Sunday, February 13, 2011

even the rain was classy.

One day in Monaco… Saturday January 29th 2011

A couple weeks late, but here’s the bit on Monaco.

The tour started in Aix where we all met in front of the tourist information center and got on the busses at 8:30am. I took the bus there from Luynes and had The Slowest Driver! I got there at 8:35, thankfully not the last one.
First view of Monaco

I spent the next three hours chatting and getting to know Anna. She’s in my French class and is from Russia. Oddly enough, she doesn’t speak English, so we had to talk to French, which was more than fine with me! On the way we passed through many towns, but some of the more notable ones were Cannes and Nice. I had no idea how close they were.

Probably looking more onto
Beausoleil than Monaco

An interesting thing I noticed, was that to me, this was ‘just a three hour drive’, like driving to Regina, but to others, this was ‘a three hour drive’. Maybe I’ve just become immune to sitting for extended periods of time and looking out the window has grown on me, but these fellow tourists were packing for a trip. Eye/night masks, books galore, portable DVD players, you name it. Wait a second… This is starting to sound like my own family going somewhere…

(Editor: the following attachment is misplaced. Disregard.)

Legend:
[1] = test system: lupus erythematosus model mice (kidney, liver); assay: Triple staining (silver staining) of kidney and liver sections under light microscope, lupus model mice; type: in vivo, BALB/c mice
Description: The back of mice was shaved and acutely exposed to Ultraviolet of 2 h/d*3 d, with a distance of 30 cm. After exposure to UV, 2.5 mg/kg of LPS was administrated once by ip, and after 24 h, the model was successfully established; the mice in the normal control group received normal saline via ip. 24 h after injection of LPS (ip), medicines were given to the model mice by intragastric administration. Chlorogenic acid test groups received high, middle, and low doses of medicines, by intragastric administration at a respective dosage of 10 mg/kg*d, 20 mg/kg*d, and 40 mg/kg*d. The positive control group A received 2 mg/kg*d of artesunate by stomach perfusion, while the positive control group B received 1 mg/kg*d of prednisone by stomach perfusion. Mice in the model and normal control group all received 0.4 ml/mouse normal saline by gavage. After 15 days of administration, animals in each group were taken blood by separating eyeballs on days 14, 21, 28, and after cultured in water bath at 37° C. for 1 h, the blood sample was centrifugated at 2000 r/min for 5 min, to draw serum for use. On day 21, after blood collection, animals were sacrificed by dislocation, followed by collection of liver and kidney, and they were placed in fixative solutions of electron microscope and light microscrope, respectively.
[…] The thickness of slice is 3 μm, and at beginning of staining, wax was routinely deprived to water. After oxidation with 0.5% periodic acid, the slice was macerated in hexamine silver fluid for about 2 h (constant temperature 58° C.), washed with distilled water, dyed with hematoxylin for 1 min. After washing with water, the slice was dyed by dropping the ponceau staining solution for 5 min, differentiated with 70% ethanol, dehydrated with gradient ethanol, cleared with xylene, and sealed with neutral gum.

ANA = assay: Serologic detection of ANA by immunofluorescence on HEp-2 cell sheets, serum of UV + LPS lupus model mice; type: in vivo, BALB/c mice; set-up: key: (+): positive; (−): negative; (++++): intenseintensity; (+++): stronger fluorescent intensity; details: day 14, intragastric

Building Up

We arrived in Monaco just after 11:00am. Our guide, George, made a comment about how he hoped we all brought our passports. I had mine, but wondered why we needed them. That’s when I realized that Monaco is it’s own country but I’m pretty sure I knew that already. Turns out, we did not need our passports. I was kind of disappointed, I wanted mine to get stamped again.

The Cathedral

With a population of just over thirty thousand, Monaco is about the size of Lakeview to Wildwood Golf Course, but a lot thinner. As you can imagine, the population density here is absolutely insane. It is easily the country with the densest population in the world, and not to mention, the 2nd smallest country too (Vatican being the smallest). Monaco’s space is limited, very limited, so they build up. Since new space is next to non-existent, land reclamation is in order. Around 30% of Monaco has been built out into the Mediterranean Sea. With buildings towering over you and the adjacent streets ten feet higher than the one you’re on, navigating is difficult. The whole city feels like a maze.

Prince's Palace
also under construction...

The first area we went to was Monaco-Ville. It is the oldest part of the city and was built out on a broad, rock peninsula. Here we found the Prince’s Palace. We were lucky enough to catch the Changing of the Guard at 11:55am. That was when my camera died.
Just above the head to the left of the first tent
is the green roof of the Grand Casino

Still in Monaco-Ville, we checked out the Cathedral and found it to be closed for interior work. Not having many options, we went to the Oceanographic Museum and Aquarium. With only an hour, we only made it through the aquarium, which was incredible. There were all kinds of fish, small sharks, anemones, you name it. The presentation was amazing. Sadly we did not make it to the museum part where I believe are all kinds of old boats that one of the old kings or princes used to collect all the samples. Whoever it was had collected many first specimens of sea life.

building on the right (in the cliff)
is the Aquarium
The next stop was Monte-Carlo.